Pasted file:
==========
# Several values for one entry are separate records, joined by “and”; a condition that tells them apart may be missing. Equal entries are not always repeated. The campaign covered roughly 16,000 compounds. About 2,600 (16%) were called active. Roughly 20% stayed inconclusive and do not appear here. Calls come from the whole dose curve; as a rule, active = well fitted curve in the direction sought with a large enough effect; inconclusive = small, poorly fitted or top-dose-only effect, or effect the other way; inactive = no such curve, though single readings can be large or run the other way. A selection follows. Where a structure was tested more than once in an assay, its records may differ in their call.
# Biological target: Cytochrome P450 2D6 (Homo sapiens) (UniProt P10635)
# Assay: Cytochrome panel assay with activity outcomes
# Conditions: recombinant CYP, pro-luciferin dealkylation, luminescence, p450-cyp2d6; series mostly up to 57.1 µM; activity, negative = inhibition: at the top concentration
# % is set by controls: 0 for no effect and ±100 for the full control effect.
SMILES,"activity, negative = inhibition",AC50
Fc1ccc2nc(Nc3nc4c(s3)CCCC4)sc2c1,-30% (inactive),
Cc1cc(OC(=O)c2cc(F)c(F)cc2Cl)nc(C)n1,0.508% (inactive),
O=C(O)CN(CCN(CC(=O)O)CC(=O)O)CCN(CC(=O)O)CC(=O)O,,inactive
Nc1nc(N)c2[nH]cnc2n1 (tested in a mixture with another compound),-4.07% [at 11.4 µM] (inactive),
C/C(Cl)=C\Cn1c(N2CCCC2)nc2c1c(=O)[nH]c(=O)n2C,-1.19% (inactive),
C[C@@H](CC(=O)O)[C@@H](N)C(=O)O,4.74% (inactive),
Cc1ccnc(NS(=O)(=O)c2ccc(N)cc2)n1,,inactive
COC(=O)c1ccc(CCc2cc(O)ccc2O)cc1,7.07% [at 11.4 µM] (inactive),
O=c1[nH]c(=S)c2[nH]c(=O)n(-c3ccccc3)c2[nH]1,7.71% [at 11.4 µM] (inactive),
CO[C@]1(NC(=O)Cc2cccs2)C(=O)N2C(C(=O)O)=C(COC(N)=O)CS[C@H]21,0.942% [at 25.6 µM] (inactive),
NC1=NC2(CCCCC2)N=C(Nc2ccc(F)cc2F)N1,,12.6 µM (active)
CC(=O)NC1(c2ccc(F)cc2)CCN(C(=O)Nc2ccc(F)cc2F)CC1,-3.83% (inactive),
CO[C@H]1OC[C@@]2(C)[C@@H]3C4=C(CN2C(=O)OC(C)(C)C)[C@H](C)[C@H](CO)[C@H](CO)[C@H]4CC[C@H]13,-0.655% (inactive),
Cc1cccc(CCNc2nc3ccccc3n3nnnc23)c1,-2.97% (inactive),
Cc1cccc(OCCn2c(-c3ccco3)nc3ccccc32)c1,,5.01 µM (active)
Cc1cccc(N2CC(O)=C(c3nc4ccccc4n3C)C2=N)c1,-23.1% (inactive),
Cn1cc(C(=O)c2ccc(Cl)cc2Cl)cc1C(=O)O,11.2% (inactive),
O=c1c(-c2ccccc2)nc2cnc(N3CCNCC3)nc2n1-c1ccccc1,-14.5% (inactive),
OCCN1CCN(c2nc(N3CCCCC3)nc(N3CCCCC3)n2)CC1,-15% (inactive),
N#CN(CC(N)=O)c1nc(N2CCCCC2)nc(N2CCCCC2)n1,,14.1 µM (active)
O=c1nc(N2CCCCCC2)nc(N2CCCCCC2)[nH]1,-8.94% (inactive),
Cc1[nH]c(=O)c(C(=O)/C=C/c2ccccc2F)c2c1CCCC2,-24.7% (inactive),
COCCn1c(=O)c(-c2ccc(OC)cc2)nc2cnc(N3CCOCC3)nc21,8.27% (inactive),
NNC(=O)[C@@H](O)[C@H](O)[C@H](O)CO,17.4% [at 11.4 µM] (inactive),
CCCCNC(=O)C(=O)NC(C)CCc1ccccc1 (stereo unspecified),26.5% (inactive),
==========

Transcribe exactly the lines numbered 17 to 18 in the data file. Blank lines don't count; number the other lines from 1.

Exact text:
NC1=NC2(CCCCC2)N=C(Nc2ccc(F)cc2F)N1,,12.6 µM (active)
CC(=O)NC1(c2ccc(F)cc2)CCN(C(=O)Nc2ccc(F)cc2F)CC1,-3.83% (inactive),